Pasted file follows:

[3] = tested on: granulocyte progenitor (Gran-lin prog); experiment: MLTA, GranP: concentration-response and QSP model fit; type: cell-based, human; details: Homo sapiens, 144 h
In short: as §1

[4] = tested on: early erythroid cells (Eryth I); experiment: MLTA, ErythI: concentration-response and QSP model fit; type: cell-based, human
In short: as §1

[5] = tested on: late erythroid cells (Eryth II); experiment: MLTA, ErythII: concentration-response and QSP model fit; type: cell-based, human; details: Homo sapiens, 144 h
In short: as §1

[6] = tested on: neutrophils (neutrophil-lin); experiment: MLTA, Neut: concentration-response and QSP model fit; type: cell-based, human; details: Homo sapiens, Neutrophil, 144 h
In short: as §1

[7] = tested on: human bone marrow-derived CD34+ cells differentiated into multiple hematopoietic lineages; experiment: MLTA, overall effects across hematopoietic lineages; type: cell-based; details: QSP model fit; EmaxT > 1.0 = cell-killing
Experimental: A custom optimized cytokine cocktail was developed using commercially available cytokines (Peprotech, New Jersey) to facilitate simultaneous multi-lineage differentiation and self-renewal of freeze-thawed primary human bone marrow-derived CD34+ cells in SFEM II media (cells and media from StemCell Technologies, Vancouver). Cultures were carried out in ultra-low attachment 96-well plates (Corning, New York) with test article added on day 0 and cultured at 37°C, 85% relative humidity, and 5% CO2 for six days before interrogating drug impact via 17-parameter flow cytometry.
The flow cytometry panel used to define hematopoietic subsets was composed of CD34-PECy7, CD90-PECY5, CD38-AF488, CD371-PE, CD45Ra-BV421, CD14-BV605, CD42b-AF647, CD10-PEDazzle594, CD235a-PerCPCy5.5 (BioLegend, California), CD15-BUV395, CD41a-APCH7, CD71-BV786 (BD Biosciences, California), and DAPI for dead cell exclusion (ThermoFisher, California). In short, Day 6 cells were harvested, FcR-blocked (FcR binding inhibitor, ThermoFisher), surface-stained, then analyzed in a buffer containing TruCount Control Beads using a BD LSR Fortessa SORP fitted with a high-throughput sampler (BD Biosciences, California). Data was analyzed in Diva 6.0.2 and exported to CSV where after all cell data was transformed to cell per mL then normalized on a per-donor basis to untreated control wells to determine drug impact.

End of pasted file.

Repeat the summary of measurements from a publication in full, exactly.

[3] = tested on: granulocyte progenitor (Gran-lin prog); experiment: MLTA, GranP: concentration-response and QSP model fit; type: cell-based, human; details: Homo sapiens, 144 h
In short: as §1

[4] = tested on: early erythroid cells (Eryth I); experiment: MLTA, ErythI: concentration-response and QSP model fit; type: cell-based, human
In short: as §1

[5] = tested on: late erythroid cells (Eryth II); experiment: MLTA, ErythII: concentration-response and QSP model fit; type: cell-based, human; details: Homo sapiens, 144 h
In short: as §1

[6] = tested on: neutrophils (neutrophil-lin); experiment: MLTA, Neut: concentration-response and QSP model fit; type: cell-based, human; details: Homo sapiens, Neutrophil, 144 h
In short: as §1

[7] = tested on: human bone marrow-derived CD34+ cells differentiated into multiple hematopoietic lineages; experiment: MLTA, overall effects across hematopoietic lineages; type: cell-based; details: QSP model fit; EmaxT > 1.0 = cell-killing
Experimental: A custom optimized cytokine cocktail was developed using commercially available cytokines (Peprotech, New Jersey) to facilitate simultaneous multi-lineage differentiation and self-renewal of freeze-thawed primary human bone marrow-derived CD34+ cells in SFEM II media (cells and media from StemCell Technologies, Vancouver). Cultures were carried out in ultra-low attachment 96-well plates (Corning, New York) with test article added on day 0 and cultured at 37°C, 85% relative humidity, and 5% CO2 for six days before interrogating drug impact via 17-parameter flow cytometry.
The flow cytometry panel used to define hematopoietic subsets was composed of CD34-PECy7, CD90-PECY5, CD38-AF488, CD371-PE, CD45Ra-BV421, CD14-BV605, CD42b-AF647, CD10-PEDazzle594, CD235a-PerCPCy5.5 (BioLegend, California), CD15-BUV395, CD41a-APCH7, CD71-BV786 (BD Biosciences, California), and DAPI for dead cell exclusion (ThermoFisher, California). In short, Day 6 cells were harvested, FcR-blocked (FcR binding inhibitor, ThermoFisher), surface-stained, then analyzed in a buffer containing TruCount Control Beads using a BD LSR Fortessa SORP fitted with a high-throughput sampler (BD Biosciences, California). Data was analyzed in Diva 6.0.2 and exported to CSV where after all cell data was transformed to cell per mL then normalized on a per-donor basis to untreated control wells to determine drug impact.